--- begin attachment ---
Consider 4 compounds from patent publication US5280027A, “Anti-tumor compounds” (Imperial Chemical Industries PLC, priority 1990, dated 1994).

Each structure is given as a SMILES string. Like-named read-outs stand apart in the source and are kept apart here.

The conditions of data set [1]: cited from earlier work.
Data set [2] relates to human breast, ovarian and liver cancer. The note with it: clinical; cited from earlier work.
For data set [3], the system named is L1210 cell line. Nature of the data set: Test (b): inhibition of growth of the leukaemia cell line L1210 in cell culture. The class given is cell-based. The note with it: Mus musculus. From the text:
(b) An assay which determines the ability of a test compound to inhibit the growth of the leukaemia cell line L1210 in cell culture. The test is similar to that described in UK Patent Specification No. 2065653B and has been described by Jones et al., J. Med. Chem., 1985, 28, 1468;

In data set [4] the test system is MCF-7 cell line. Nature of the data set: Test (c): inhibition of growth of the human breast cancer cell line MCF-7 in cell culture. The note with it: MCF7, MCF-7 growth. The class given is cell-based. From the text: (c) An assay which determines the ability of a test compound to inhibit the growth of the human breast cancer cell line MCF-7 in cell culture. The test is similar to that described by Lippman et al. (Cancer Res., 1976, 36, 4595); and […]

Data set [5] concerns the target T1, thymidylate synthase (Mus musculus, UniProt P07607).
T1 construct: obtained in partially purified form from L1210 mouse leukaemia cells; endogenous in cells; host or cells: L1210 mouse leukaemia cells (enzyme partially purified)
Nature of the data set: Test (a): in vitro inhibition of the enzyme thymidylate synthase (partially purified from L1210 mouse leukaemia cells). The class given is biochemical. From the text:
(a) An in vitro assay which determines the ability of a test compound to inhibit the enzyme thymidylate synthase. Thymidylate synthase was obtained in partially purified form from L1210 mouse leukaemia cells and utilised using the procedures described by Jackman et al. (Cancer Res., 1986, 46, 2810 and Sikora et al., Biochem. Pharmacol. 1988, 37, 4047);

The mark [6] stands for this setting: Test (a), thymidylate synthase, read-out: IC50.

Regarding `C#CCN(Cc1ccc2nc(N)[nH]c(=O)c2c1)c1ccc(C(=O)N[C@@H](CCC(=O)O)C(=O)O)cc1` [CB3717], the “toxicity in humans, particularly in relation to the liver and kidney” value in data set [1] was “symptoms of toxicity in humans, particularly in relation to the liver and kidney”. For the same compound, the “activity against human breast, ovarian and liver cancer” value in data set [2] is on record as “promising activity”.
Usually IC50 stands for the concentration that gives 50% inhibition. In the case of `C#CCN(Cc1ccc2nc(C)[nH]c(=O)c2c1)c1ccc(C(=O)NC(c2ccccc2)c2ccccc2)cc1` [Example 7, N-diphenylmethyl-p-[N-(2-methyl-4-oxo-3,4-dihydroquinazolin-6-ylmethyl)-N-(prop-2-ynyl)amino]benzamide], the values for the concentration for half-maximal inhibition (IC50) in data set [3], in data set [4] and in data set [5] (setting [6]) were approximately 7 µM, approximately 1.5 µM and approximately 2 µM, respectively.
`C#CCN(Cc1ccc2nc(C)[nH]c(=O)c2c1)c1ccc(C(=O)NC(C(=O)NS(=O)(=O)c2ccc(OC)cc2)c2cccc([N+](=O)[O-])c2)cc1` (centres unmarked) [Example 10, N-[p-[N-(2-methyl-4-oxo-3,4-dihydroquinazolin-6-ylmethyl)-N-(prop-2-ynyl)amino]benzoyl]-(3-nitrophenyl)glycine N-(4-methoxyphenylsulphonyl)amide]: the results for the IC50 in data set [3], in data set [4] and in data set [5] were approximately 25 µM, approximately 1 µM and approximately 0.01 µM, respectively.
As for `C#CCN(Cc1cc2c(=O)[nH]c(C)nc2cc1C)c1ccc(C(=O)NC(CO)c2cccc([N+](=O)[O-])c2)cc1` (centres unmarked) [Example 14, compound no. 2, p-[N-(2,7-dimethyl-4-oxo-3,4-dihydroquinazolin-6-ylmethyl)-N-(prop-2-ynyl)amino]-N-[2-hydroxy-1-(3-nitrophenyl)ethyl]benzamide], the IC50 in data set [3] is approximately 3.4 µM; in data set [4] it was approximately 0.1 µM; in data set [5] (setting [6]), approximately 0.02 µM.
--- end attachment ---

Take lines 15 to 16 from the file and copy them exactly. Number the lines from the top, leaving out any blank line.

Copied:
`C#CCN(Cc1ccc2nc(C)[nH]c(=O)c2c1)c1ccc(C(=O)NC(C(=O)NS(=O)(=O)c2ccc(OC)cc2)c2cccc([N+](=O)[O-])c2)cc1` (centres unmarked) [Example 10, N-[p-[N-(2-methyl-4-oxo-3,4-dihydroquinazolin-6-ylmethyl)-N-(prop-2-ynyl)amino]benzoyl]-(3-nitrophenyl)glycine N-(4-methoxyphenylsulphonyl)amide]: the results for the IC50 in data set [3], in data set [4] and in data set [5] were approximately 25 µM, approximately 1 µM and approximately 0.01 µM, respectively.
As for `C#CCN(Cc1cc2c(=O)[nH]c(C)nc2cc1C)c1ccc(C(=O)NC(CO)c2cccc([N+](=O)[O-])c2)cc1` (centres unmarked) [Example 14, compound no. 2, p-[N-(2,7-dimethyl-4-oxo-3,4-dihydroquinazolin-6-ylmethyl)-N-(prop-2-ynyl)amino]-N-[2-hydroxy-1-(3-nitrophenyl)ethyl]benzamide], the IC50 in data set [3] is approximately 3.4 µM; in data set [4] it was approximately 0.1 µM; in data set [5] (setting [6]), approximately 0.02 µM.